Em is a 25-year-old Chinese language teacher with two brothers and four sisters. Em's parents are farmers in the province. One year ago, Em started a job in the city teaching Chinese at a primary school. In his free time, he enjoys watching Youtube, fishing, and visiting his parents to help on the farm. When he was 10, Em had an ear infection. This infection caused a cholesteatoma, or an abnormal skin growth, to develop in the middle ear behind the ear drum. For this reason, Em experiences hearing loss, headache, and discharge. It is difficult for him to hear and communicate with his students. Em traveled to our medical partner's care center to receive treatment. On March 15th, he will undergo a mastoidectomy procedure in his right ear. During this procedure, ENT surgeons will remove the cholesteatoma. Our medical partner, Children's Surgical Centre, is requesting $925 to fund this procedure. This covers medications, supplies, and inpatient care. Em said, "I hope after surgery my ear will be better so I can be free of my headaches and pain."
Doto is a 10-year-old boy who is a very social and cheerful child. Doto has a twin brother by the name of Kurwa. His parents are small scale farmers who grow maize and vegetables to make a living. Doto's father also seeks day labouring jobs to supplement his income and provide for their family. Doto was diagnosed with left genu varus, or bow-leggedness. This condition is typically caused by an excessive accumulation of fluoride in the bones, which often stems from contaminated drinking water. As a result, he cannot walk to school comfortably or for long periods of time. Our medical partner, African Mission Healthcare, is requesting $880 to fund corrective surgery for Doto. His treatment is scheduled to begin on February 11th. Treatment will hopefully restore Doto's mobility, return to walking and playing normally, and greatly decrease his risk of future complications. Doto’s father shared, “I would love my son to lead a normal life like his twin without his leg being a challenge. Please help correct his leg.”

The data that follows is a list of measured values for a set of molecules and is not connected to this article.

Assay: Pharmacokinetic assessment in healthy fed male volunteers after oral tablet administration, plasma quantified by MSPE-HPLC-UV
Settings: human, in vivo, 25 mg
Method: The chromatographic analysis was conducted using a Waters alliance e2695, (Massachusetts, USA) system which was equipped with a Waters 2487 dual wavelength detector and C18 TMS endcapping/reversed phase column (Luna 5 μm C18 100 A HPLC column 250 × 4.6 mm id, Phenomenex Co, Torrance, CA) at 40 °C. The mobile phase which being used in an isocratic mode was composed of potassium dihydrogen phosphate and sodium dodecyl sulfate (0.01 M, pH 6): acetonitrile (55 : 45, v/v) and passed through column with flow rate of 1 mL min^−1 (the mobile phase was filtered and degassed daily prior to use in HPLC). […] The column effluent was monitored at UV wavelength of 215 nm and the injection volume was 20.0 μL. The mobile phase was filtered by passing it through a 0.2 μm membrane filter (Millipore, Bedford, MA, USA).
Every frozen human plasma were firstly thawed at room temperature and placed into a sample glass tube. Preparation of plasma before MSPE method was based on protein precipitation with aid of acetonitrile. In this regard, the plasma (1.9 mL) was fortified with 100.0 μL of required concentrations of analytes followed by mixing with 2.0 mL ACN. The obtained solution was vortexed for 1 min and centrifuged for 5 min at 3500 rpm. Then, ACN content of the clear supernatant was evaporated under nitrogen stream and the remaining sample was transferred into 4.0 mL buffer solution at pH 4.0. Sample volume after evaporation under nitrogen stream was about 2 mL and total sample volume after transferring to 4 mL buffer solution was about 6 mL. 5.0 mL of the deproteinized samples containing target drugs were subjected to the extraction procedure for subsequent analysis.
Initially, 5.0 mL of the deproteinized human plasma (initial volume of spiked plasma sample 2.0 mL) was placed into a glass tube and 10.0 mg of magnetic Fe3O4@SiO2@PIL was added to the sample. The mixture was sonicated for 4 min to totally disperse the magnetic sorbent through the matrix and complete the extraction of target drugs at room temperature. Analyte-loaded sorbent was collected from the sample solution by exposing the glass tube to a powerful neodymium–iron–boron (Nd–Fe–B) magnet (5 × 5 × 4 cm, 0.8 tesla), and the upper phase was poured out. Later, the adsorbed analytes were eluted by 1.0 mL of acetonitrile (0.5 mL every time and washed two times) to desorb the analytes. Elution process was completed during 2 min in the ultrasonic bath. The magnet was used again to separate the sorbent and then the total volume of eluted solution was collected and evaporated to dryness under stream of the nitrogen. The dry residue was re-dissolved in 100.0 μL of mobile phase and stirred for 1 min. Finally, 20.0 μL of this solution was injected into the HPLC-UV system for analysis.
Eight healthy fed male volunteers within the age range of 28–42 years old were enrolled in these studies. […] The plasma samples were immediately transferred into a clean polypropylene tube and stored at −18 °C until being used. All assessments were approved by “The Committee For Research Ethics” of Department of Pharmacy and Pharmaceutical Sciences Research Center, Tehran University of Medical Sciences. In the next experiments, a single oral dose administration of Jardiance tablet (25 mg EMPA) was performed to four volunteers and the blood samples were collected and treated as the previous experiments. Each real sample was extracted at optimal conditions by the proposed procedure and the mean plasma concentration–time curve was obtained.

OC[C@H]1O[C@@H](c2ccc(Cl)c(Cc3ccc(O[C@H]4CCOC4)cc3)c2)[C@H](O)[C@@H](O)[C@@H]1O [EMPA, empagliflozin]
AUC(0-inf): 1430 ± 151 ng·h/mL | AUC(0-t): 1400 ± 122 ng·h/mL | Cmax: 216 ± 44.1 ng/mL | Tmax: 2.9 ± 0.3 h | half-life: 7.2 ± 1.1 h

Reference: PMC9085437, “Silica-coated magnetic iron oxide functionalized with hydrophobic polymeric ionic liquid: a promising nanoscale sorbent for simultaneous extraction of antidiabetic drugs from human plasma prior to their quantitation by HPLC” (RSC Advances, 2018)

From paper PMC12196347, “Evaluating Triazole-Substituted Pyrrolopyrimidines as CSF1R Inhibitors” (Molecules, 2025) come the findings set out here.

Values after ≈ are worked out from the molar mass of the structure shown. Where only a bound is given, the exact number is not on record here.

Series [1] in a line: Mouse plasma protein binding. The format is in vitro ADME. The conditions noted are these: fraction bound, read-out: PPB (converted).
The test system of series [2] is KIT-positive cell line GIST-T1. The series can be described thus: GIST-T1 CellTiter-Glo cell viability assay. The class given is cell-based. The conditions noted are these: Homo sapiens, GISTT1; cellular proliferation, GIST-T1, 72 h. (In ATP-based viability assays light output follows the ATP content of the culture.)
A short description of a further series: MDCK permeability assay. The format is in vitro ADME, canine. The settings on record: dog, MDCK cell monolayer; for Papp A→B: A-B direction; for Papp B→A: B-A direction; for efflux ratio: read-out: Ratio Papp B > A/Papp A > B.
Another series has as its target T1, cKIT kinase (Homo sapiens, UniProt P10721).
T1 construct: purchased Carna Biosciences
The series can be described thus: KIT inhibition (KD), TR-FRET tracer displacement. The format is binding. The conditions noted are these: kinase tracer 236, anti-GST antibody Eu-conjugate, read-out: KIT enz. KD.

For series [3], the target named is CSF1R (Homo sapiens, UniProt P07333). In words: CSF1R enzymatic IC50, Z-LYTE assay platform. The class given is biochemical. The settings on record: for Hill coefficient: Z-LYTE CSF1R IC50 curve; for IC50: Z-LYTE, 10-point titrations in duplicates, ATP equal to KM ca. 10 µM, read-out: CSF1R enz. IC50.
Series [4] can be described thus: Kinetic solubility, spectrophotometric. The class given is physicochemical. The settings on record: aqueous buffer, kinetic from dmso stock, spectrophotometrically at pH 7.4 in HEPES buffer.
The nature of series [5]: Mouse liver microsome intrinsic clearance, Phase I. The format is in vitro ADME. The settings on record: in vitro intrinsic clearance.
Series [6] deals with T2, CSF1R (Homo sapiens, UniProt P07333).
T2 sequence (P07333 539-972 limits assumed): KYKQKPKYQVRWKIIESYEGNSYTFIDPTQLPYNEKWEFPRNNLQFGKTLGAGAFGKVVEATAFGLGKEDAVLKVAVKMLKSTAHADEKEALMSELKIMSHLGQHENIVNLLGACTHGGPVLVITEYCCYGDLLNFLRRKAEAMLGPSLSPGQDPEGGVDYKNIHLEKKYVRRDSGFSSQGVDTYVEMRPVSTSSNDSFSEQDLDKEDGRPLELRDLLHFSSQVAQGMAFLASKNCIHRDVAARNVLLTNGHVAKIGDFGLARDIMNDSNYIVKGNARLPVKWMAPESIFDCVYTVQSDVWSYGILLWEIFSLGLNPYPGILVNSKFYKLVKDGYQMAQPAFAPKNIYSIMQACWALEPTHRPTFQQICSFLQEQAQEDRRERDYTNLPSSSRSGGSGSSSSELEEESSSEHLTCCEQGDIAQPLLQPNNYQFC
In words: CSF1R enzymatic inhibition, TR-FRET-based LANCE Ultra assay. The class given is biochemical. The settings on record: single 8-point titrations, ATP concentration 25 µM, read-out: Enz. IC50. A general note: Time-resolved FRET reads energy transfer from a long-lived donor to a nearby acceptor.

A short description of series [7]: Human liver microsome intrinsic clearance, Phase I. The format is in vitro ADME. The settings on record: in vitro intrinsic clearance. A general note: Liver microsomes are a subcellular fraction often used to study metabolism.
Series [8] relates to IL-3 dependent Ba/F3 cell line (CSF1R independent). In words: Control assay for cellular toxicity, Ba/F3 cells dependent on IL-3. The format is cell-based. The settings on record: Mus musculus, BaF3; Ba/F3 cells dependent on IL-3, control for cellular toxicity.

Colling is a handsome eleven-month-old baby boy from Tanzania. He has a twin brother whose name is Collins. Colling's father is the sole provider to the family through his small business of selling used car spare parts. Colling and his twin brother were born healthy babies, but at one month of age, his mother realized that he had an unusual swelling around his pelvis. Doctors at the regional hospital diagnosed him with an inguinal hernia, but told them to wait until he was six months old to seek treatment. As time went on, Colling's condition got worse, causing him a lot of pain and he would cry a lot. Colling's parents decided to seek treatment at a different hospital, but the cost of treatment was too high for them to afford. His mother says that due to the pain, Collings has not been able to crawl or move around with the same ease as his twin brother. Colling's parents are unable to afford the treatment that Colling needs and appeal for financial help. Fortunately, on January 18th, Colling will undergo hernia repair surgery at our medical partner's care center. Our medical partner, African Mission Healthcare Foundation, is requesting $566 to fund Colling's surgery. Once completed, this procedure will hopefully allow him to live more comfortably and confidently, and he will be able to grow up healthy, and walk and play with his brother. Colling’s mother shared, “Please help my son, since this problem has made him lag behind compared to his twin brother.”